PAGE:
Equipment Leasing Can Be Less Costly Than Buying
No matter what small business you might own, equipment leasing is almost always an option, rather than investing up front in expensive items that might depreciate quickly. A doctor starting a new practice might consider equipment leasing for items such as an x-ray machine; restaurateurs might lease anything from kitchen equipment to dining room fixtures; even a small landscape company might find equipment leasing to be more convenient and less costly when looking for machinery such as mowers.
But before jumping into equipment leasing, a smart business person should do due diligence in selecting the right company to lease from at a price that is beneficial to his or her bottom line.
Tips for Equipment Leasing
Here are some general rules of thumb for equipment leasing:
1. Shop around. Equipment leasing agreements can vary greatly from one company to another, so be sure to calculate your overhead carefully. Keep both current and future needs in mind when determining what agreement would be more profitable. At the same time, don't just consider the price. Essential equipment should be in good condition and reliable enough to do its intended job for a long period of time.
2. Search for an equipment leasing company that is well established. You might refer to online reviews about the company written by other customers. Consult with colleagues or others in your field to get recommendations. Be sure you are dealing with a company that is offering you its most reliable machines and tools and which has a sound reputation.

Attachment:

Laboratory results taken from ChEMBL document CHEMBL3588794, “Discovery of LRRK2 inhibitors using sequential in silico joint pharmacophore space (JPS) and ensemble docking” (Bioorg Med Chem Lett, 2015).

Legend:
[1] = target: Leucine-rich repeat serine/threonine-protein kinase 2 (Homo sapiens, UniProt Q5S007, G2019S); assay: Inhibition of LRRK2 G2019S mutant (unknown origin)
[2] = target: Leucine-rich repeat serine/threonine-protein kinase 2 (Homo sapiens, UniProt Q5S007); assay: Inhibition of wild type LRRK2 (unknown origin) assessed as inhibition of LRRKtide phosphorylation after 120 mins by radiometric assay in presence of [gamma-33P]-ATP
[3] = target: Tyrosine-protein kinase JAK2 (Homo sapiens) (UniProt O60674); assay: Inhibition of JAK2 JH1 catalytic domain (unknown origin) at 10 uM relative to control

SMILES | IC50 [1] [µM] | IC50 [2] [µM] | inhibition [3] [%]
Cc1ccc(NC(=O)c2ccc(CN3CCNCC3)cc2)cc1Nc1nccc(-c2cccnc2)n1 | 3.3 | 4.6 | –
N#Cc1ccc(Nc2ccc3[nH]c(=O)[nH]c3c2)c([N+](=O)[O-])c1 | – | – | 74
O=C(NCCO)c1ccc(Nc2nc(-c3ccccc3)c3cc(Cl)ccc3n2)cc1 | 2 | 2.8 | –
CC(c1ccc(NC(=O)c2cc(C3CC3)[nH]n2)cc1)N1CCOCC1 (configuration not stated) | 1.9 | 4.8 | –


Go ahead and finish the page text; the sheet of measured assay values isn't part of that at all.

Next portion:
3. Take possible tax advantages for your business into consideration. Equipment depreciates over time and monthly costs for equipment leasing can be deducted from taxes, which could result in considerable tax savings at the end of the year. However, this should not be your sole reason for equipment leasing. In cases of little or no depreciation, you could end up paying more for taxes than expected.
4. Make sure you know what's in the contract for equipment leasing. This sounds simple enough, but it can be a common mistake made by new business owners. The language in a lease contract can be legalese that is best understood by an attorney. Contracts are naturally written to benefit the equipment leasing company. Never sign a contract you don't understand; hire an attorney to look it over and explain it to you, if necessary. The cost is offset by the financial security it could provide in the long run.
5. Know who is responsible for maintenance and be sure it is spelled out in the lease. Some equipment leasing contracts don’t provide for maintenance and repair. That means you could be stuck with the bill if the equipment breaks down. Make sure that any maintenance and repair agreement is favorable to both parties and if you can't afford such expenses, avoid a contract that would make you solely responsible. In short, always read the fine print.
Equipment leasing can be a good solution to maintaining cash flow in the early phase of opening a small business. Just be sure the agreement you sign is beneficial to your new business and not detrimental.